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Write a 3D version (the game logic being 3D, not the visual representation) of the popular Connect Four game ( http://en.wikipedia.org/wiki/Connect_Four ) where the user can play against the computer. The user may freely chose the dimensions of the game board (width, height, depth) up to a limit of 10 x 10 x 10.

The computer must play an intelligent (probably even optimal) game, apart from its first move which should be random. Ideally a solution will be optimal and never lose. Like tic-tac-toe, perfect play should always result in a draw.

The first player to place four pieces in a row (vertically, horizontally, diagonally, .. (23 combinations in 3D)) wins.

Winner is shortest code.

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closed as unclear what you're asking by Martin Ender, ProgramFOX, Optimizer, Level River St, Moris Zucca Feb 5 '15 at 14:01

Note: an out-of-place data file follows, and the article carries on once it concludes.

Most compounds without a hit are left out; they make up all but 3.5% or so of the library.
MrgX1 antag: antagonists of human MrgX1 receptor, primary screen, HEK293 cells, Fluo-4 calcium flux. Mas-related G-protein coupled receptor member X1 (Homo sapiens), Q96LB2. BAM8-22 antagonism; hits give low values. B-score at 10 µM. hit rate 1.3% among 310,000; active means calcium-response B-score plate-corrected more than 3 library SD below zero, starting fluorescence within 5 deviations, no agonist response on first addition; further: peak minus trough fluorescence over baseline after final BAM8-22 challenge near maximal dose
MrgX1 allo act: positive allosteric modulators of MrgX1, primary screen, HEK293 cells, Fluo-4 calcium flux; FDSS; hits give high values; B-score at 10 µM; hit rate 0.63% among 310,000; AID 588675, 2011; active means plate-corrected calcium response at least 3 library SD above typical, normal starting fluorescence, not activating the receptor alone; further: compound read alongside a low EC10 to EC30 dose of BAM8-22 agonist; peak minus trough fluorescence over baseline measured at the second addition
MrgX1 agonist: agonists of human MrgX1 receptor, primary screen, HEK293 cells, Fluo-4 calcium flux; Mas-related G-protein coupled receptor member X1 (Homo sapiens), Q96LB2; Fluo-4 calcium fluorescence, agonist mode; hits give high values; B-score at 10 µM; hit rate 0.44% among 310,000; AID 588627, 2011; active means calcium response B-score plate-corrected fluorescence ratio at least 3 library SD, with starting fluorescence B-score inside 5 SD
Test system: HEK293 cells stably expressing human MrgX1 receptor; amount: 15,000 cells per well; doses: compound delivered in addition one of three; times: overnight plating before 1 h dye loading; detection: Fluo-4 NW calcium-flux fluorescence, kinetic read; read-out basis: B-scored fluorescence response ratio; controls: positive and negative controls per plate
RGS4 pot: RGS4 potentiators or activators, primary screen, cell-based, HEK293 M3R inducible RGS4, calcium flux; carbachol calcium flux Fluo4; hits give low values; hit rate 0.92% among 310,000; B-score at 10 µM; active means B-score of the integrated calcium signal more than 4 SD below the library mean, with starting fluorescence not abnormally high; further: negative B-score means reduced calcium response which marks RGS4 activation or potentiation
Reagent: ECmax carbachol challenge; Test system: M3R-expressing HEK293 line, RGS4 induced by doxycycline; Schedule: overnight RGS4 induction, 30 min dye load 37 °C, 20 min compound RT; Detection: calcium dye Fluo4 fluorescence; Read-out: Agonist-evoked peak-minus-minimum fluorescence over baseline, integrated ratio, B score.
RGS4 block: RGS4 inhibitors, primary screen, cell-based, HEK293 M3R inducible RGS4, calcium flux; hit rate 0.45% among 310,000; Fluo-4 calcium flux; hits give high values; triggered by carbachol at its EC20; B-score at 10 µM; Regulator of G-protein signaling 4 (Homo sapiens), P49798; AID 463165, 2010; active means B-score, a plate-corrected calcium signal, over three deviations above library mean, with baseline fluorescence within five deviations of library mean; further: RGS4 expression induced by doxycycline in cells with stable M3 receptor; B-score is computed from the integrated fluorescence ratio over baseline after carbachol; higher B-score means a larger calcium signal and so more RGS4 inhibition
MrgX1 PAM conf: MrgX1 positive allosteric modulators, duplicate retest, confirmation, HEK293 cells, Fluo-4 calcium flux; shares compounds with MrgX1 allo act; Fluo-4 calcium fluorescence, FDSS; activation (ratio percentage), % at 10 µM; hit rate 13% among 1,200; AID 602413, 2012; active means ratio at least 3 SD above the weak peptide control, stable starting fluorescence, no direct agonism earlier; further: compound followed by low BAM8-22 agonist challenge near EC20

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  • \$\begingroup\$ For what it's worth, 4x4x4 is probably the most interesting variant, and has already been manufactured under the name Score Four. It may also make it easier to develop an optimal AI. \$\endgroup\$ – primo Mar 20 '13 at 7:13
  • \$\begingroup\$ There was already a question about standard connect 4, which deserves more attention and answers: codegolf.stackexchange.com/q/5496/7486 \$\endgroup\$ – user7486 Mar 20 '13 at 13:02
  • \$\begingroup\$ so why would this other question "deserve more attention and answers"? my question has nothing to do with standard plain vanilla 2D Connect Four. \$\endgroup\$ – lightxx Mar 20 '13 at 13:04
  • \$\begingroup\$ There are only on the order of 9! = 362880 possible tic-tac-toe games, which is a trivial number to search for a computer. On the other hand, for an n x n x n board, there are on the order of pow(n, 2 n) possible 3D Connect Four games. Granted, those are loose upper bounds, but it gives one idea of the size of the search space. Is optimally solving a 10 x 10 x 10 3D Connect Four game feasible on today's hardware? \$\endgroup\$ – ESultanik Mar 20 '13 at 13:21
  • \$\begingroup\$ @lightxx, this question has everything to do with standard Connect 4. It is the exact same problem put in a larger, more generalized space. I think the 2D version is a better fit for golfing because it is not quite so complex. \$\endgroup\$ – user7486 Mar 20 '13 at 15:19